You can be anonymous, but by using the universal language of a smile followed by a greeting, you can touch and be touched by the human heart.

 

A smile is a curve that sets everything straight.
– Phyllis Diller

 

©Benn Bell 2016 @ Ghost Dog

 

Unauthorized use and/or duplication of this material without express and written permission from this blog’s author and/or owner is strictly prohibited. Excerpts and links may be used, provided that full and clear credit is given to Timi Yeseibo and livelytwist.wordpress.com with appropriate and specific direction to the original content.

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52 thoughts on “A Tale of Two Cities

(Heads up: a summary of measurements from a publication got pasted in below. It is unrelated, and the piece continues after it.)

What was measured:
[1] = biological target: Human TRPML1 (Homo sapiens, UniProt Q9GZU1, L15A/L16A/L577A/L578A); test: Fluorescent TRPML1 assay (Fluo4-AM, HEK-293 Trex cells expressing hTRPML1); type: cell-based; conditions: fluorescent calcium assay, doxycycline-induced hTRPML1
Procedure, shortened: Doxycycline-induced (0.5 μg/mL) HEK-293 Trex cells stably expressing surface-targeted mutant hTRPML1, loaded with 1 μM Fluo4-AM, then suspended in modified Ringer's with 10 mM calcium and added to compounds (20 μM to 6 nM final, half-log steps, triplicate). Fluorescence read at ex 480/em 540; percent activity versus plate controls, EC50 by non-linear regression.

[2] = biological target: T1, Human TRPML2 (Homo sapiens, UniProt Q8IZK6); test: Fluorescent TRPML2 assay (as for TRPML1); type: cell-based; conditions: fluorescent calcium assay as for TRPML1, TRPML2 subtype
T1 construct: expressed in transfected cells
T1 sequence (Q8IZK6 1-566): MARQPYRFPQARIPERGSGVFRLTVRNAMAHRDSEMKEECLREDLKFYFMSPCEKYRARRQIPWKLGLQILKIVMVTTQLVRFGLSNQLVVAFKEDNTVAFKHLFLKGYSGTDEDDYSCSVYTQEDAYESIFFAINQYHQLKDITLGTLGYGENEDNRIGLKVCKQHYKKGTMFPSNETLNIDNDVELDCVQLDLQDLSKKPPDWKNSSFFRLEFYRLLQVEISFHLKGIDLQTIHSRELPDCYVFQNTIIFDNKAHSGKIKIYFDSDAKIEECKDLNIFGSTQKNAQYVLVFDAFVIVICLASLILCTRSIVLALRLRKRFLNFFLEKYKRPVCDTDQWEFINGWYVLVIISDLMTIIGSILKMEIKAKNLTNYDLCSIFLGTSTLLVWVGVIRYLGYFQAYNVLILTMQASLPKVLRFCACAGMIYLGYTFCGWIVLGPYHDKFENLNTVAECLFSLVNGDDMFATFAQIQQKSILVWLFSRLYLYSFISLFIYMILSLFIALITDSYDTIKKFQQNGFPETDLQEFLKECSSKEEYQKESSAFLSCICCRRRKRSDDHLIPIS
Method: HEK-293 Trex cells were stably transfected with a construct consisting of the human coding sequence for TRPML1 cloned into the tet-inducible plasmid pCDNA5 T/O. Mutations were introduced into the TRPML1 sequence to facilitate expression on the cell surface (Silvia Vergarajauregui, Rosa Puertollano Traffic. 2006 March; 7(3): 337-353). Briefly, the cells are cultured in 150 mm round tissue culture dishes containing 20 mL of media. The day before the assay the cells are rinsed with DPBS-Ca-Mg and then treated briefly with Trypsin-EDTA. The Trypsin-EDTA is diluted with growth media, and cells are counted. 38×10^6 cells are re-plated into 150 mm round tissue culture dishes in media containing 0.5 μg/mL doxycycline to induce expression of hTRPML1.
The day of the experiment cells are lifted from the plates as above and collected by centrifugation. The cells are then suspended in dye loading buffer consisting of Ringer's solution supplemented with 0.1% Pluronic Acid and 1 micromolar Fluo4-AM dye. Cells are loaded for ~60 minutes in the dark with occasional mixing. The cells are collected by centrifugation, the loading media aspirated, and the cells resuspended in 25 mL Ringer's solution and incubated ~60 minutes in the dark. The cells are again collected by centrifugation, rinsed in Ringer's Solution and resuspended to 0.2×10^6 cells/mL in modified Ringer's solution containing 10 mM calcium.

1. Hello Benn,

    This was beautifully written, I read it with a smile on my face.

    Most of my travels have been solo. Basking in my own company gave me time to notice memorable details of the new cities I visited, the peculiarities of the people and their culture.

    I’ve learned that we are all the same, we might speak different languages but we say the same things and feel the same emotions.

    Just like you, “The encounters I had helped me believe in the possibility of happiness and hope for humanity”

    Thank you for sharing your experience. 🙂

    Enjoy the rest of the weekend.

    Liked by 2 people

    1. Nedoux, I’m happy you enjoyed reading.

      @ Basking in my own company gave me time to notice memorable details of the new cities I visited, the peculiarities of the people and their culture, yes, I’ve found this to be true too.

      We all enjoy it when chance encounters with strangers turn out to be memorable. Benn had a good time. 🙂

      Liked by 2 people